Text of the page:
Today is special! I recently received an email from St. Pete three-piece Sonic Graffiti, who thought I might like there stuff. Before I start, let me say thank you to everyone who has been supportive of The Vinyl Warhol so far. It is already doing better than I ever hoped, and I love hearing/reviewing new music from talented musicians. Enough with the emotional intro, I give you Sonic Graffiti. Enjoy.
If you make music, send it to me!
Friendly Unit Creation Kit
Sonic Graffiti’s music can be described as neo-Zeppelin, barn burning rock n’ roll. Their debut EP, Friendly Unit Creation Kit, was released on June 1, is a gritty collage of rock, punk, rockabilly, and blues. This EP starts off right. “The Morning Electric” is the quintessential Sonic Graffiti song. It describes Sonic Graffiti, at there core, better than I ever could. Their loud, unapologetic, and you better get out of their way. Guitar licks that dance the fine line between garage blues and heavy metal, and the bass doesn’t stop for a second, the groove alone will give you carpel tunnel. Drew (vocals/guitar) keeps it simple, no chorus here, just a group chant, that reminds me of Japandroids, and a pair of verses. Drew’s voice is reminiscent Rob Tyner of the MC5. On “Head in the Clouds” he shines as a vocalist, the delivery is convincing and the melody sticks.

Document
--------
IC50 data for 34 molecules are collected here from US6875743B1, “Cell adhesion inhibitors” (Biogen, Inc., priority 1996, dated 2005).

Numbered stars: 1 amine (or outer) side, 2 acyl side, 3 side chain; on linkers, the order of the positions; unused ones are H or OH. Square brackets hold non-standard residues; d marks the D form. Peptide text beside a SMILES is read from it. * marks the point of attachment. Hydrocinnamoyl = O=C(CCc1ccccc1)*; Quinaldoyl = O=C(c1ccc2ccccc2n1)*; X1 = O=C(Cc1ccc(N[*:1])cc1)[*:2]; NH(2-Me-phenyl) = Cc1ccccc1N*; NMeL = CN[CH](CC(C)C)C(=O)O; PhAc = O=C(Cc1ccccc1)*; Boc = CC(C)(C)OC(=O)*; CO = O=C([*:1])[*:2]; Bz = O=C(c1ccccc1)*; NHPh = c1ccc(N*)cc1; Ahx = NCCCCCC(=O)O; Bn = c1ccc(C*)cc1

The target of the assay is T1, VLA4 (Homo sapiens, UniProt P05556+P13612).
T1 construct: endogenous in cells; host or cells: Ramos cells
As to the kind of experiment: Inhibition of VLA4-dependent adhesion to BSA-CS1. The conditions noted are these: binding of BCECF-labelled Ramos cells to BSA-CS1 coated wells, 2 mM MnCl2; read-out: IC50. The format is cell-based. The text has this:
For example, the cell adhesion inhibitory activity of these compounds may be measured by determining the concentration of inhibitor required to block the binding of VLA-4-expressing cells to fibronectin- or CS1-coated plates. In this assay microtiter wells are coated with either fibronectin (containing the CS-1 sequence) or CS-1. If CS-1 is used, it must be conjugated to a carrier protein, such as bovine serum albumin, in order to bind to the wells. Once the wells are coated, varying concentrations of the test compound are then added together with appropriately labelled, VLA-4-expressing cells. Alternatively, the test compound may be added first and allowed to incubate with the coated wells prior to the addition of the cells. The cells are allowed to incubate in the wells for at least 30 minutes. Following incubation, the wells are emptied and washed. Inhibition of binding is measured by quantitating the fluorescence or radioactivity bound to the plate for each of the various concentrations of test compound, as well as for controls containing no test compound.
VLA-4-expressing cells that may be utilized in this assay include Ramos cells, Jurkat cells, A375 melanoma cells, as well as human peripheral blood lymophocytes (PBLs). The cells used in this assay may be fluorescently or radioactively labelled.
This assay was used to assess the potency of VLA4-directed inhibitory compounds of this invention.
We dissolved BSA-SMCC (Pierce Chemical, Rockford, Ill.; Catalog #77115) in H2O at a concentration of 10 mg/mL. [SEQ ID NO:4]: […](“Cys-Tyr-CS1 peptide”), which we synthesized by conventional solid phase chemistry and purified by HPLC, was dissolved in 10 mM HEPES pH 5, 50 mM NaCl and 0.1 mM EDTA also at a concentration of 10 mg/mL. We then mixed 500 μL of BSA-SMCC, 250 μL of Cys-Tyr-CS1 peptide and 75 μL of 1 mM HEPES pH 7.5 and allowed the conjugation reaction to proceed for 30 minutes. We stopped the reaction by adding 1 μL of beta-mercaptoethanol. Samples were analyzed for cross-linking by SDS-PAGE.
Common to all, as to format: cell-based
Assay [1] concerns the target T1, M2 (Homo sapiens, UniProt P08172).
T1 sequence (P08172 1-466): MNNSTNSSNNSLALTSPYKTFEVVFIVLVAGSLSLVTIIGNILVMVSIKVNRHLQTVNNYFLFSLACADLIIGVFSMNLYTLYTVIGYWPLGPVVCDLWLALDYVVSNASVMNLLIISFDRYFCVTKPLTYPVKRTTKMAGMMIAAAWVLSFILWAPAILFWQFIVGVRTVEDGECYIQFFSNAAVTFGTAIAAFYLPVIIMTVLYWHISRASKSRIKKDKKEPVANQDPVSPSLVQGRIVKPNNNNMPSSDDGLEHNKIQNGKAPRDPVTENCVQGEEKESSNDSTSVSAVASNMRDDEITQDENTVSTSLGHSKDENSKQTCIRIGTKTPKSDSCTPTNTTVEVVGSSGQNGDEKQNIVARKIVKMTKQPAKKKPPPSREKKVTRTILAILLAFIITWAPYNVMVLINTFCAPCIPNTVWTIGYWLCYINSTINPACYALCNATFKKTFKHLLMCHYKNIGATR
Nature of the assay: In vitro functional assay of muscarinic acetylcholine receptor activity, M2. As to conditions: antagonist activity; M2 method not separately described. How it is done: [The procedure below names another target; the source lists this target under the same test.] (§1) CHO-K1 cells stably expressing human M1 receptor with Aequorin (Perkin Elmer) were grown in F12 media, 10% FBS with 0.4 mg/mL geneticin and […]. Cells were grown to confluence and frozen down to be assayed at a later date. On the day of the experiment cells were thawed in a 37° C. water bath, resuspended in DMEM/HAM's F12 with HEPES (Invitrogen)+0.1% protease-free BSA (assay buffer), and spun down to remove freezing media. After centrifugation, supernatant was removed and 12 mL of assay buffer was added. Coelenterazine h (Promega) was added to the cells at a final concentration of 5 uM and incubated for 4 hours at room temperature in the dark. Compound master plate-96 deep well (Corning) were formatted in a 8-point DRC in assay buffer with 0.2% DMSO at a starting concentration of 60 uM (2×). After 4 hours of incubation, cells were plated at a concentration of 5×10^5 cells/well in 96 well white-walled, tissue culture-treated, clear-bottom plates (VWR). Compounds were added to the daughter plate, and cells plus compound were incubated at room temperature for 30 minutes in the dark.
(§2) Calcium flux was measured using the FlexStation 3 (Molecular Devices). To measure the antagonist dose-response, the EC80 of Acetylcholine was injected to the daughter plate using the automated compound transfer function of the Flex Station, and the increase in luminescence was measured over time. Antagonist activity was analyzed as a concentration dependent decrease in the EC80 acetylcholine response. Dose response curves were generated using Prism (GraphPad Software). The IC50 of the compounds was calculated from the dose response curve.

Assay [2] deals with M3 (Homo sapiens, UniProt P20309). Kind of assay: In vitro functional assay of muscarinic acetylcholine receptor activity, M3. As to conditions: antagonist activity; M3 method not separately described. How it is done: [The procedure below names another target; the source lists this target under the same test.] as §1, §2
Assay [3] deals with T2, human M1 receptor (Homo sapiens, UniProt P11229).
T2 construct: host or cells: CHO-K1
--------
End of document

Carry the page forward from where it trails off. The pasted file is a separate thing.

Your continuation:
Sonic Graffiti delivers riff-rock like old pros, but what’s good here is it never feels stale. They’re more aggressive than the bands their sound comes from, which can be highlighted in the sporadic guitar solos. Their long and numerous, but don’t feel at all forced. “Scribbles” is the wildest of all the tracks on Friendly Unit Creation Kit. The vocals are volatile, so much that the outro is cloaked in gristle of a voice about to break. I’ve never seen Sonic Graffiti live, but I’ll be damned if these songs don’t sound better in person.
The fifth track is a surprise. The guitars, drums, and bass are gone. They’re replaced with what I think is mandolin, because their Facebook says Drew plays mandolin, but to me it sounds like ukulele. There’s nothing wrong with a band putting in a slow song. But to go right from “Scribbles” into this, is too much of a change. I prefer garage rock bands to go more of the psychedelic route with their slower songs. Evan an acoustic guitar with a rolling beat would have fit better on Friendly Unit Creation Kit. I can appreciate the risk, but the mandolin/ukulele thing just contrasts too much the vocals.
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